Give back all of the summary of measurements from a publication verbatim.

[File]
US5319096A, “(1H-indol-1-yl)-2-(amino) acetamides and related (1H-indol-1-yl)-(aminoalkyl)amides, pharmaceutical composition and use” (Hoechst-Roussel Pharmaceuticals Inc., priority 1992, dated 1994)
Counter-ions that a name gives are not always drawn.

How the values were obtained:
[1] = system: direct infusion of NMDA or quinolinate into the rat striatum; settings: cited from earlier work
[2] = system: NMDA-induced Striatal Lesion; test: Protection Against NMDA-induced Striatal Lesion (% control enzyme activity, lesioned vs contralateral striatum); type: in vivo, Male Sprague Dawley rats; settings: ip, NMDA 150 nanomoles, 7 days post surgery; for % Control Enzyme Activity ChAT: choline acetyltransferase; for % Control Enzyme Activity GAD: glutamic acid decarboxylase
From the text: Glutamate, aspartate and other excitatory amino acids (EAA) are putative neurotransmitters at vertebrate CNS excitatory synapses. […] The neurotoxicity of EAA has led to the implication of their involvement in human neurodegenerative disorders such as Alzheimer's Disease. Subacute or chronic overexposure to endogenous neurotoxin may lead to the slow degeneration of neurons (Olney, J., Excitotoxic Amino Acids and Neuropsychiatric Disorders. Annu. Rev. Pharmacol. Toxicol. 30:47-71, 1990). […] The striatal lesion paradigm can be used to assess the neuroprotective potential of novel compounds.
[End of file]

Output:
US5319096A, “(1H-indol-1-yl)-2-(amino) acetamides and related (1H-indol-1-yl)-(aminoalkyl)amides, pharmaceutical composition and use” (Hoechst-Roussel Pharmaceuticals Inc., priority 1992, dated 1994)
Counter-ions that a name gives are not always drawn.

How the values were obtained:
[1] = system: direct infusion of NMDA or quinolinate into the rat striatum; settings: cited from earlier work
[2] = system: NMDA-induced Striatal Lesion; test: Protection Against NMDA-induced Striatal Lesion (% control enzyme activity, lesioned vs contralateral striatum); type: in vivo, Male Sprague Dawley rats; settings: ip, NMDA 150 nanomoles, 7 days post surgery; for % Control Enzyme Activity ChAT: choline acetyltransferase; for % Control Enzyme Activity GAD: glutamic acid decarboxylase
From the text: Glutamate, aspartate and other excitatory amino acids (EAA) are putative neurotransmitters at vertebrate CNS excitatory synapses. […] The neurotoxicity of EAA has led to the implication of their involvement in human neurodegenerative disorders such as Alzheimer's Disease. Subacute or chronic overexposure to endogenous neurotoxin may lead to the slow degeneration of neurons (Olney, J., Excitotoxic Amino Acids and Neuropsychiatric Disorders. Annu. Rev. Pharmacol. Toxicol. 30:47-71, 1990). […] The striatal lesion paradigm can be used to assess the neuroprotective potential of novel compounds.